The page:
20. Fatal hepatic short-chain L-3-hydroxyacyl-coenzyme A dehydrogenase deficiency: clinical, biochemical, and pathological studies on three subjects with this recently identified disorder of mitochondrial beta-oxidation

    Bennett, M. J.; Spotswood, S. D.; Ross, K. F.; Comfort, S.; Koonce, R.; Boriack, R. L.; IJlst, L.; Wanders, R. J.

    1999-01-01

    This report describes the clinical, biochemical, and pathological findings in three infants with hepatic short-chain L-3-hydroxyacyl-coenzyme A dehydrogenase (SCHAD) deficiency, a recently recognized disorder of the mitochondrial oxidation of straight-chain fatty acids. Candidate subjects were

  1. Beneficial mechanisms of aerobic exercise on hepatic lipid metabolism in non-alcoholic fatty liver disease.

    Guo, Rui; Liong, Emily C; So, Kwok Fai; Fung, Man-Lung; Tipoe, George L

    2015-04-01

    Non-alcoholic fatty liver disease (NAFLD) refers to any fatty liver disease that is not due to excessive use of alcohol. NAFLD probably results from abnormal hepatic lipid metabolism and insulin resistance. Aerobic exercise is shown to improve NAFLD. This review aimed to evaluate the molecular mechanisms involved in the beneficial effects of aerobic exercise on NAFLD. We searched articles in English on the role of aerobic exercise in NAFLD therapy in PubMed. The mechanisms of chronic aerobic exercise in regulating the outcome of NAFLD include: (i) reducing intrahepatic fat content by down-regulating sterol regulatory element-binding protein-1c and up-regulating peroxisome proliferator-activated receptor gamma expression levels; (ii) decreasing hepatic oxidative stress through modulating the reactive oxygen species, and enhancing antioxidant enzymes such as catalase and glutathione peroxidase; (iii) ameliorating hepatic inflammation via the inhibition of pro-inflammatory mediators such as tumor necrosis factor-alpha and interleukin-1 beta; (iv) attenuating mitochondrial dependent apoptosis by reducing cytochrome C released from the mitochondria to the cytosol; and (v) inducing hepato-protective autophagy. Aerobic exercise, via different mechanisms, significantly decreases the fat content of the liver and improves the outcomes of patients with NAFLD.

  2. A snapshot of the hepatic transcriptome: ad libitum alcohol intake suppresses expression of cholesterol synthesis genes in alcohol-preferring (P rats.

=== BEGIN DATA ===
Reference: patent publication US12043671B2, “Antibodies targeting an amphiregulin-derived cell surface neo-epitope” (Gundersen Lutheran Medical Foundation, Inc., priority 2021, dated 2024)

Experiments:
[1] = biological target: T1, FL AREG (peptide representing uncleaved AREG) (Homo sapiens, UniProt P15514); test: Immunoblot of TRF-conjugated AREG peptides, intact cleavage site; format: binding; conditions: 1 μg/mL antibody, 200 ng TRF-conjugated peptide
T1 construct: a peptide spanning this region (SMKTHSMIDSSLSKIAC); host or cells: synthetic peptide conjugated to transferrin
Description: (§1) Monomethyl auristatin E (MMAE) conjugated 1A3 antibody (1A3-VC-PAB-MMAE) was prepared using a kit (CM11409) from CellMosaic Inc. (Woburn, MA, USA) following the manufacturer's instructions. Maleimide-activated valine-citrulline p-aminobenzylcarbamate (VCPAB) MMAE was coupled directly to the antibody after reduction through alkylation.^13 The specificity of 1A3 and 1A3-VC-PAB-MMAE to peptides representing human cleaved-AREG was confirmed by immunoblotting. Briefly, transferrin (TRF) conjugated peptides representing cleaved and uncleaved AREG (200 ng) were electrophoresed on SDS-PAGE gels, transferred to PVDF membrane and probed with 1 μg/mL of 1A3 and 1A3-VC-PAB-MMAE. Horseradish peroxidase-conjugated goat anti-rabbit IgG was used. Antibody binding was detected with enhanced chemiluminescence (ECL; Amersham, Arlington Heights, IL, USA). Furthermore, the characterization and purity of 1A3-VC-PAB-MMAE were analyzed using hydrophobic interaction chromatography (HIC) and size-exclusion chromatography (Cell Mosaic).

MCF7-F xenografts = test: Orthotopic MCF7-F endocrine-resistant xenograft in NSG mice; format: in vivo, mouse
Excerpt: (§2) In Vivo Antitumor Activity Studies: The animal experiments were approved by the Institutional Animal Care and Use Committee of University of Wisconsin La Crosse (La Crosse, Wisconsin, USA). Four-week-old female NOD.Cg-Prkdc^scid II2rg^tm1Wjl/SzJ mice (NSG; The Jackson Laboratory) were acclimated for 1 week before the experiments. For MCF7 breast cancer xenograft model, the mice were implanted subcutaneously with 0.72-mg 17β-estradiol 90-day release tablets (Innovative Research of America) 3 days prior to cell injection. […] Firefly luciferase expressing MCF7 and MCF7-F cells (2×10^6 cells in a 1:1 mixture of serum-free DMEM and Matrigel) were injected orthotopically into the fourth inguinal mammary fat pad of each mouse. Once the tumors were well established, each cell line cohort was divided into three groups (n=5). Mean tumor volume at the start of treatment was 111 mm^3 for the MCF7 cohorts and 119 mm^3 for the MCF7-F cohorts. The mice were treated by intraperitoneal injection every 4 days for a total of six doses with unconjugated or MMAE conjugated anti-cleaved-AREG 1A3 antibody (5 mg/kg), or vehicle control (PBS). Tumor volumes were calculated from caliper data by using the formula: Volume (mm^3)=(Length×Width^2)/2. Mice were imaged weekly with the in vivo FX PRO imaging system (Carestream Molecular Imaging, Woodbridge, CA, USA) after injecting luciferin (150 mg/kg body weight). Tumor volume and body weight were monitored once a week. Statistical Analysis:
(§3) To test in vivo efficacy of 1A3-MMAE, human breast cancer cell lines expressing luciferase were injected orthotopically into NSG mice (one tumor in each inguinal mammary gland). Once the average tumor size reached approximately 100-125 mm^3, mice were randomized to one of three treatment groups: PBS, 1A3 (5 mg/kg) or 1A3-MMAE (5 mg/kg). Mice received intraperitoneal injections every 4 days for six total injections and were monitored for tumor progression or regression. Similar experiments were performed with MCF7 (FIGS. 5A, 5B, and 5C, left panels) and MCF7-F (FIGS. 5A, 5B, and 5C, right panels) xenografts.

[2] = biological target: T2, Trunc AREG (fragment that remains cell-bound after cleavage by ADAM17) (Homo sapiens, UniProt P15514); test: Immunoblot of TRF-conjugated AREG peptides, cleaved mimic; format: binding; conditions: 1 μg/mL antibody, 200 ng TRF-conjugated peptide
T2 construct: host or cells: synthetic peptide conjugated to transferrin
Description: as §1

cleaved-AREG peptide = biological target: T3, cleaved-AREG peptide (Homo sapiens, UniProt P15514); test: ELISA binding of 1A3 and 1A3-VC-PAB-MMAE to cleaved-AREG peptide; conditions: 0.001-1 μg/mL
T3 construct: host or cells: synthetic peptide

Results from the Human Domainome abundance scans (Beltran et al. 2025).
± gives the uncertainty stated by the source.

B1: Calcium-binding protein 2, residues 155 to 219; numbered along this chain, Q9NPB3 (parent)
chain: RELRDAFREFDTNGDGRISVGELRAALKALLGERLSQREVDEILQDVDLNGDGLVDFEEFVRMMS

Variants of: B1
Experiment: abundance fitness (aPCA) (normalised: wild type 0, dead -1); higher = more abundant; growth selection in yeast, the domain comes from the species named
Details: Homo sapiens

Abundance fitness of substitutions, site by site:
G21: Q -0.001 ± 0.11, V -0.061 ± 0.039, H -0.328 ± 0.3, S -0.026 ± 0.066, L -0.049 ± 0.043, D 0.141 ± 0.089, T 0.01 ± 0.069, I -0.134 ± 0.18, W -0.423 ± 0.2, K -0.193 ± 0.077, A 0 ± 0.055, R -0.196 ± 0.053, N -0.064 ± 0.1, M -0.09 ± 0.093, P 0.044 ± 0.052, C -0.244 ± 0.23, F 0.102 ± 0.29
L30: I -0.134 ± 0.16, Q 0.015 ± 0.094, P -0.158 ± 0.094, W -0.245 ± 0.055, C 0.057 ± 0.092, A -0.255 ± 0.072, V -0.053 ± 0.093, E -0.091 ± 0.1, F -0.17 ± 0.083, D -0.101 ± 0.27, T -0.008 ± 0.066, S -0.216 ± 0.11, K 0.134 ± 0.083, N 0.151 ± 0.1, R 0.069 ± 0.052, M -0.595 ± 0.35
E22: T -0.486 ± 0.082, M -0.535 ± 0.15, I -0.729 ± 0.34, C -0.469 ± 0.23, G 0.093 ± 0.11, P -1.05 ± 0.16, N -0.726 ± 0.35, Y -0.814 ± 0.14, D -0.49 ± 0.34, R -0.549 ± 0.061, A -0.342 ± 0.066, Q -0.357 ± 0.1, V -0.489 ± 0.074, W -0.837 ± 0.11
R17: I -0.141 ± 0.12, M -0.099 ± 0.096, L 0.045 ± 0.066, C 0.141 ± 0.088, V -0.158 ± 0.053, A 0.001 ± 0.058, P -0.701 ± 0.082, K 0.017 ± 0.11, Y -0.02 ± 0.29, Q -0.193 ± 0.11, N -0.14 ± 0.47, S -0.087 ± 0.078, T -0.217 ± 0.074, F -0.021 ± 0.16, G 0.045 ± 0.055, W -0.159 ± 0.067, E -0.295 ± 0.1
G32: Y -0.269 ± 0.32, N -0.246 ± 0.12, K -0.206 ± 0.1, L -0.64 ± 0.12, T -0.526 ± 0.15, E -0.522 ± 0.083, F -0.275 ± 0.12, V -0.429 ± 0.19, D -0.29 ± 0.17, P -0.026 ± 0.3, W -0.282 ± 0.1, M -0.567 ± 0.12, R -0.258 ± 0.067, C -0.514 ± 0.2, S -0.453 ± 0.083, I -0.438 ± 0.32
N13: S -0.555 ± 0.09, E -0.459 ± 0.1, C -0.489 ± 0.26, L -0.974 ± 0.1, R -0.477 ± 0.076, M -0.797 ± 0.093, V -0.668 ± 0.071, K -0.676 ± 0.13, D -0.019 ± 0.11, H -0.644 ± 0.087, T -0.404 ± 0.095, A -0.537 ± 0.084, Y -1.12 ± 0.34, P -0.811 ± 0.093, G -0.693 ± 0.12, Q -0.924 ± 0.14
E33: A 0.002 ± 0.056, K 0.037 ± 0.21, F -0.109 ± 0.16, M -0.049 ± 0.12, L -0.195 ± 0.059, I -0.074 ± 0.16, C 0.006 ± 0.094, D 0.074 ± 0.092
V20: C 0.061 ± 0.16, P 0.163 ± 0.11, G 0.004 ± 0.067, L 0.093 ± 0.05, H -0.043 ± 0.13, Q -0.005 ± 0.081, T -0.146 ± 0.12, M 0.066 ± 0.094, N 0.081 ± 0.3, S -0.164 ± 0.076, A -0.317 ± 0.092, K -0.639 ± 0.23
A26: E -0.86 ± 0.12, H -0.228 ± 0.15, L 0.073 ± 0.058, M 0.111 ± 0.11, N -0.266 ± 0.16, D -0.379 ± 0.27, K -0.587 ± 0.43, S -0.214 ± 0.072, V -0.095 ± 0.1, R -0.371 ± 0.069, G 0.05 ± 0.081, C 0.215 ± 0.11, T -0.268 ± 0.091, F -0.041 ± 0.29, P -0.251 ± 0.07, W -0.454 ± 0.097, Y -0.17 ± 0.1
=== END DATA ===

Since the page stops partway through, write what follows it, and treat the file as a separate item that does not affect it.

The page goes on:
Jonathon D Klein

    Full Text Available Research is uncovering the genetic and biochemical effects of consuming large quantities of alcohol. One prime example is the J- or U-shaped relationship between the levels of alcohol consumption and the risk of atherosclerotic cardiovascular disease. Moderate alcohol consumption in humans (about 30 g ethanol/d is associated with reduced risk of coronary heart disease, while abstinence and heavier alcohol intake is linked to increased risk. However, the hepatic consequences of moderate alcohol drinking are largely unknown. Previous data from alcohol-preferring (P rats showed that chronic consumption does not produce significant hepatic steatosis in this well-established model. Therefore, free-choice alcohol drinking in P rats may mimic low risk or nonhazardous drinking in humans, and chronic exposure in P animals can illuminate the molecular underpinnings of free-choice drinking in the liver. To address this gap, we captured the global, steady-state liver transcriptome following a 23 week free-choice, moderate alcohol consumption regimen (∼ 7.43 g ethanol/kg/day in inbred alcohol-preferring (iP10a rats. Chronic consumption led to down-regulation of nine genes in the cholesterol biosynthesis pathway, including HMG-CoA reductase, the rate-limiting step for cholesterol synthesis. These findings corroborate our phenotypic analyses, which indicate that this paradigm produced animals whose hepatic triglyceride levels, cholesterol levels and liver histology were indistinguishable from controls. These findings explain, at least in part, the J- or U-shaped relationship between cardiovascular risk and alcohol intake, and provide outstanding candidates for future studies aimed at understanding the mechanisms that underlie the salutary cardiovascular benefits of chronic low risk and nonhazardous alcohol intake.

  3. A snapshot of the hepatic transcriptome: ad libitum alcohol intake suppresses expression of cholesterol synthesis genes in alcohol-preferring (P) rats.

    Klein, Jonathon D; Sherrill, Jeremy B; Morello, Gabriella M; San Miguel, Phillip J; Ding, Zhenming; Liangpunsakul, Suthat; Liang, Tiebing; Muir, William M; Lumeng, Lawrence; Lossie, Amy C

    2014-01-01

    Research is uncovering the genetic and biochemical effects of consuming large quantities of alcohol. One prime example is the J- or U-shaped relationship between the levels of alcohol consumption and the risk of atherosclerotic cardiovascular disease. Moderate alcohol consumption in humans (about 30 g ethanol/d) is associated with reduced risk of coronary heart disease, while abstinence and heavier alcohol intake is linked to increased risk. However, the hepatic consequences of moderate alcohol drinking are largely unknown. Previous data from alcohol-preferring (P) rats showed that chronic consumption does not produce significant hepatic steatosis in this well-established model. Therefore, free-choice alcohol drinking in P rats may mimic low risk or nonhazardous drinking in humans, and chronic exposure in P animals can illuminate the molecular underpinnings of free-choice drinking in the liver. To address this gap, we captured the global, steady-state liver transcriptome following a 23 week free-choice, moderate alcohol consumption regimen (∼ 7.43 g ethanol/kg/day) in inbred alcohol-preferring (iP10a) rats. Chronic consumption led to down-regulation of nine genes in the cholesterol biosynthesis pathway, including HMG-CoA reductase, the rate-limiting step for cholesterol synthesis. These findings corroborate our phenotypic analyses, which indicate that this paradigm produced animals whose hepatic triglyceride levels, cholesterol levels and liver histology were indistinguishable from controls. These findings explain, at least in part, the J- or U-shaped relationship between cardiovascular risk and alcohol intake, and provide outstanding candidates for future studies aimed at understanding the mechanisms that underlie the salutary cardiovascular benefits of chronic low risk and nonhazardous alcohol intake.